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When you know little about design, important choices such as whether to pursue graphic or product design may be made for the the most ill-informed reasons.

2D or 3D?

In the early months of my course I still had a muddled vision of where I was going, though I was influenced as much by the lifestyles of the various factions in the faculty as I was by the academic direction.

My initial ideas of designing products, the mixing, as I saw it, of art and technology, was starting to appeal less. The foundation course shared the annex with the first year of the product design course and to my eyes they appeared what today we might call ‘nerds’. Serious and mainly male, they sported short, neat haircuts and wore sensible sweaters. This was in sharp contrast to those studying graphics and associated disciplines, who we observed when we visited the main building for lectures and meals. These creatures, reflecting the first flowerings of the hippy culture, represented a far more attractive prospect.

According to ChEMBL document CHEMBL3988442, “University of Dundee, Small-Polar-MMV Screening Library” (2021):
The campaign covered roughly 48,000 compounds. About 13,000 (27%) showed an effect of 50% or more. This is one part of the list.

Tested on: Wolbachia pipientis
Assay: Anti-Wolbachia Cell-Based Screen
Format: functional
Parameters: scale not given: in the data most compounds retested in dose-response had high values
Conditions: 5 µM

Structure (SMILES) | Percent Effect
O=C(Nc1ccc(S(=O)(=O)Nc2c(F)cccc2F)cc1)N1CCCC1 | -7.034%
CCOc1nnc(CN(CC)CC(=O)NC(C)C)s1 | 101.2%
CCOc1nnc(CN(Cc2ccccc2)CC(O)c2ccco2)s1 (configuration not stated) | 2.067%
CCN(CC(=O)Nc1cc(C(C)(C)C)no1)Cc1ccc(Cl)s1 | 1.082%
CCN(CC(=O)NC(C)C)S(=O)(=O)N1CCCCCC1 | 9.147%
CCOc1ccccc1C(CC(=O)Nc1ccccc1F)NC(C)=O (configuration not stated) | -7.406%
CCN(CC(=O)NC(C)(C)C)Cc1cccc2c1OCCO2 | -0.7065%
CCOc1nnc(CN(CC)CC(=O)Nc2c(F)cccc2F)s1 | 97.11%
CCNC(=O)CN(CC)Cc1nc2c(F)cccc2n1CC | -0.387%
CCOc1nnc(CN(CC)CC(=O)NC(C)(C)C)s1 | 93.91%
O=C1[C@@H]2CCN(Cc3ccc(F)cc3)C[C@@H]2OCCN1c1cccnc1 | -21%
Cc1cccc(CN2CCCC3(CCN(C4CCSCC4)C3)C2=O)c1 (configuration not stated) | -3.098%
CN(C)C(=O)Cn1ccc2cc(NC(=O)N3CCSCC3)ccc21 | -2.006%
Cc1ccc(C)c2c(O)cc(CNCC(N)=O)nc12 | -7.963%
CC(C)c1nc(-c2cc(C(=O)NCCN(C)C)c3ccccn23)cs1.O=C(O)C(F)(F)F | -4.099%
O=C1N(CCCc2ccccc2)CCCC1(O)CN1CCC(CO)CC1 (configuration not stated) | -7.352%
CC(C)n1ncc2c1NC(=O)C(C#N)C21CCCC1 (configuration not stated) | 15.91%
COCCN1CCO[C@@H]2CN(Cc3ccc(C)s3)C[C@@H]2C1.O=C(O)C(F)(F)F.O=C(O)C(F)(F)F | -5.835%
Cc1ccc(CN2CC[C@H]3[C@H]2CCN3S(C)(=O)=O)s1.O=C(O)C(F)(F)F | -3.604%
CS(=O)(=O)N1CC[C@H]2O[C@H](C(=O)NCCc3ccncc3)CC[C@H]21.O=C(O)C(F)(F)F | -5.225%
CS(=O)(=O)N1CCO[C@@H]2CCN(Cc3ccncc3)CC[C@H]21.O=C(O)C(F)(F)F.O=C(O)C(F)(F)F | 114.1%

The third faction that we observed were the colourful birds of the fashion department. Mainly female (with a sprinkling of flamboyant males) these were the walking showpieces. In our opinion these were the most the most exotic objects of our teenage desire. Simple observation showed that these stylish females were most often seen in the company of graphics students rather than the less fashion conscious product designers – career choices were being made for perhaps the shallowest of motivations.